To add to what SMJ said: skiing in 3d snow requires a little patients, you can't steer the ski the same way you can on firm snow. You may have a bit of pivot / steering going on in your technique, the soft snow is fighting against that. As you get more opportunities to ski soft snow the best thing to do is ski some slightly 'lower angle' slopes, point the skis into the fall line and tip them on edge equally, pressure the skis and let the ski turn you, not you pivoting the ski. Let it happen, it's natural to fight the acceleration you feel at first but you will quickly see that the skis WILL turn and you will be in control, just relax.
post #5 of 28
Whiteroom and SMJ, what is the best technique for skiing the windblown powder when you are on top but it is still soft so you can't load the outside ski?

I skied China bowl and blue sky basin at Vail last year and I was on top but it was so soft it still had that floating feeling. I was told to totally unweigh the inside ski (almost pick it up) and I was able to feel pressure with the outside ski.  Although I have also been told to to ski more two footed.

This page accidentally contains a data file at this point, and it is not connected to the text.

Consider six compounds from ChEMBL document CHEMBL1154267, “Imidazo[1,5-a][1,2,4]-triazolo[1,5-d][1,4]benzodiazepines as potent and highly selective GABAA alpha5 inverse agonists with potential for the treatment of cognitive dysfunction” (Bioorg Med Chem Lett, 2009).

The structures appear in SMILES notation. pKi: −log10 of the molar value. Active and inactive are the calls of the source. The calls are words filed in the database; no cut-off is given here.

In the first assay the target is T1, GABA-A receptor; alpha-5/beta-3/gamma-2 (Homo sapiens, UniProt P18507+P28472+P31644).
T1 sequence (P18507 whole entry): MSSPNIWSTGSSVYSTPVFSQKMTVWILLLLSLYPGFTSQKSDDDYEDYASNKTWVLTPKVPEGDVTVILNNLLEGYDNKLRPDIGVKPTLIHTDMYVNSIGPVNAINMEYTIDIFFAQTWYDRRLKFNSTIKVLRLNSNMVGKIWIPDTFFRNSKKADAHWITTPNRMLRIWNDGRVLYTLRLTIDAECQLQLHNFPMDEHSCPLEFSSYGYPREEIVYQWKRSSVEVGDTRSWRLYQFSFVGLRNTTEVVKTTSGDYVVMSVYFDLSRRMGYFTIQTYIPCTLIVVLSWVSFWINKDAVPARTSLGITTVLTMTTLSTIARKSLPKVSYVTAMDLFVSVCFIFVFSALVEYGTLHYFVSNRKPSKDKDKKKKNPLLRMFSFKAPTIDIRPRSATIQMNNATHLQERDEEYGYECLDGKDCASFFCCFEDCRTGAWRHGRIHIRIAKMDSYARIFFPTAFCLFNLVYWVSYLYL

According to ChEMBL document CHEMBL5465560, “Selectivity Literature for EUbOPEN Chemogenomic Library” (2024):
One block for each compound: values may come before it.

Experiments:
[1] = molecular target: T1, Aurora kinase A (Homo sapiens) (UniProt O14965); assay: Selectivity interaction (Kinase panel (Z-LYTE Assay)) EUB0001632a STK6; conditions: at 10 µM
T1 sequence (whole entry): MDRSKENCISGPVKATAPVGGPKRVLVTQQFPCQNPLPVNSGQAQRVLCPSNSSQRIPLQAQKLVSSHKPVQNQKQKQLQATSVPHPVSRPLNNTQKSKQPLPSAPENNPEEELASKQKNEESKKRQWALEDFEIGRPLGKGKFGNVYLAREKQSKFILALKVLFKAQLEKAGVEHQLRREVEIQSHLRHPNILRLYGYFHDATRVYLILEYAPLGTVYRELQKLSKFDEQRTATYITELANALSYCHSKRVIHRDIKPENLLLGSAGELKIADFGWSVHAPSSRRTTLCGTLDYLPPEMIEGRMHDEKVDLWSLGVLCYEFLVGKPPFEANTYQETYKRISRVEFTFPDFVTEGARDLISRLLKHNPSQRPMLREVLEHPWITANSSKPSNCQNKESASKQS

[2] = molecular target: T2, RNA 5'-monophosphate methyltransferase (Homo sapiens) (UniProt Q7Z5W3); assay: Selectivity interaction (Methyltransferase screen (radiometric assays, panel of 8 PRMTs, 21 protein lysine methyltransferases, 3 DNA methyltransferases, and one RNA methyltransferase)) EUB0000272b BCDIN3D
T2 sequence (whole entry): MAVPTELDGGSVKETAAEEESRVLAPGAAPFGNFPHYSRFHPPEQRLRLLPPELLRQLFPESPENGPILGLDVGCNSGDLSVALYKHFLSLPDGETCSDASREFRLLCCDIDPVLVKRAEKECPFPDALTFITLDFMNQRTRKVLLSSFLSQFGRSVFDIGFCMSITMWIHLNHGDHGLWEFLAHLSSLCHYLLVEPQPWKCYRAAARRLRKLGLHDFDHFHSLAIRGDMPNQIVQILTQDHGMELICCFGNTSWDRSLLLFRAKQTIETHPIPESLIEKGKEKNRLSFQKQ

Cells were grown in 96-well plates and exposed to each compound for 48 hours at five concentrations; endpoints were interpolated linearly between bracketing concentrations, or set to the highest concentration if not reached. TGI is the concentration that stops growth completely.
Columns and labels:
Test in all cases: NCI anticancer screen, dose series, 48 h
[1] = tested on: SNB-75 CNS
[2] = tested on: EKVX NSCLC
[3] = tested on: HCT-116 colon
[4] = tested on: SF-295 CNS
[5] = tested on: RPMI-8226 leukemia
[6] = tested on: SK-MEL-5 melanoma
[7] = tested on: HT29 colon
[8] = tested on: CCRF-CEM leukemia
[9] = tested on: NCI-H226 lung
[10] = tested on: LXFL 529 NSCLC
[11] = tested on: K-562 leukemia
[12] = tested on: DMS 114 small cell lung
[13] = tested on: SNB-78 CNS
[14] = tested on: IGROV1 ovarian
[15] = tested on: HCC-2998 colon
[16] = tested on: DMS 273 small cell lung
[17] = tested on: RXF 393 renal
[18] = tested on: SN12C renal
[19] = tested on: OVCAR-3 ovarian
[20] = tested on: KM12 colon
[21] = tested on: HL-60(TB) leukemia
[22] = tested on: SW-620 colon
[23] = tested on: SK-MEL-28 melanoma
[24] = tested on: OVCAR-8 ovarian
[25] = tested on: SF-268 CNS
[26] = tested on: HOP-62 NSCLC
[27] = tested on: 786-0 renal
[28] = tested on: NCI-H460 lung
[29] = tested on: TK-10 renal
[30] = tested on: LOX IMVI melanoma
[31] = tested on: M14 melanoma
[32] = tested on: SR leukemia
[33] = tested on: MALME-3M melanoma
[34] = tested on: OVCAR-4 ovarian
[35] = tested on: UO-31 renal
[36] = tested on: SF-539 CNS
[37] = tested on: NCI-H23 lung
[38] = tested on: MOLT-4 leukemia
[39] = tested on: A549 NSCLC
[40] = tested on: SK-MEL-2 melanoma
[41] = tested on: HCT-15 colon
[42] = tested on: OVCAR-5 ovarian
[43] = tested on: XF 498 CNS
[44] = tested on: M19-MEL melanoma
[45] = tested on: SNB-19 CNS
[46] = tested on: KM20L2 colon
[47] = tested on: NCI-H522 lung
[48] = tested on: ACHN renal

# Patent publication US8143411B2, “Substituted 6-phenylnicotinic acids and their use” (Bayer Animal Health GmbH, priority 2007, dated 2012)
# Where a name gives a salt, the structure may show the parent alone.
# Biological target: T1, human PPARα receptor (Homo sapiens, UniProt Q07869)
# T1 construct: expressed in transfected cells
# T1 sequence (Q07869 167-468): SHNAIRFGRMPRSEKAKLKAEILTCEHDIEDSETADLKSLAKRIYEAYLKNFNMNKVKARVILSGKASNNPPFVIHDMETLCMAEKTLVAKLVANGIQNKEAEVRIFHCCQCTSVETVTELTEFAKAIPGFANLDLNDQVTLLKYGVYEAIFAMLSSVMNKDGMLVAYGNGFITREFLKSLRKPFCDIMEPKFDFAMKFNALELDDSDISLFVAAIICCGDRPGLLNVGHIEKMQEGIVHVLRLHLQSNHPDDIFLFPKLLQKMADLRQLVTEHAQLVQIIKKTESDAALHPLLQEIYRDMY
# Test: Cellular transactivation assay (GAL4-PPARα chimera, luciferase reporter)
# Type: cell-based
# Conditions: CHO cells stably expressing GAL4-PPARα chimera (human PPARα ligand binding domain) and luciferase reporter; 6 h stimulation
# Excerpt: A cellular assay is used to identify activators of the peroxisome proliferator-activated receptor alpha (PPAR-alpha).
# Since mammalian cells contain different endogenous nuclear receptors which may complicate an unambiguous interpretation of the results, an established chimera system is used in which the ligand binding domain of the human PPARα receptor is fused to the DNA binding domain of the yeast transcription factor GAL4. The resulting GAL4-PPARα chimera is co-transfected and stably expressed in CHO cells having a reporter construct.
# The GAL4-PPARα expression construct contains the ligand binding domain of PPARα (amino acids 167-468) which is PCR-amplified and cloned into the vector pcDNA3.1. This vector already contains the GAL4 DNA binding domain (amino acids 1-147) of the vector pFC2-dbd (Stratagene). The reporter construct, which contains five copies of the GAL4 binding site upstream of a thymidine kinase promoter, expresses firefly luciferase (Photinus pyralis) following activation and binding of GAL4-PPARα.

Those bowls were like a another world of skiing.
post #6 of 28
Thread Starter 
Thanks for the info. It was not very deep, it wasn't like skiing in knee deep powder. It was not really powder at that point, it was more like piled up snow with shaved parts scattered around as a result of being tracked for a while. I could feel the bottom but at times felt the bottom wasn't packed. It wasn't knee deep, and it was in the Sun Up Bowl.

In these variable conditions it is better to keep the skis closer together? I usually initiate a turn with my skis a little less shoulder width apart and put all of my weight on the outside ski, so that I can lift my inside ski while turning.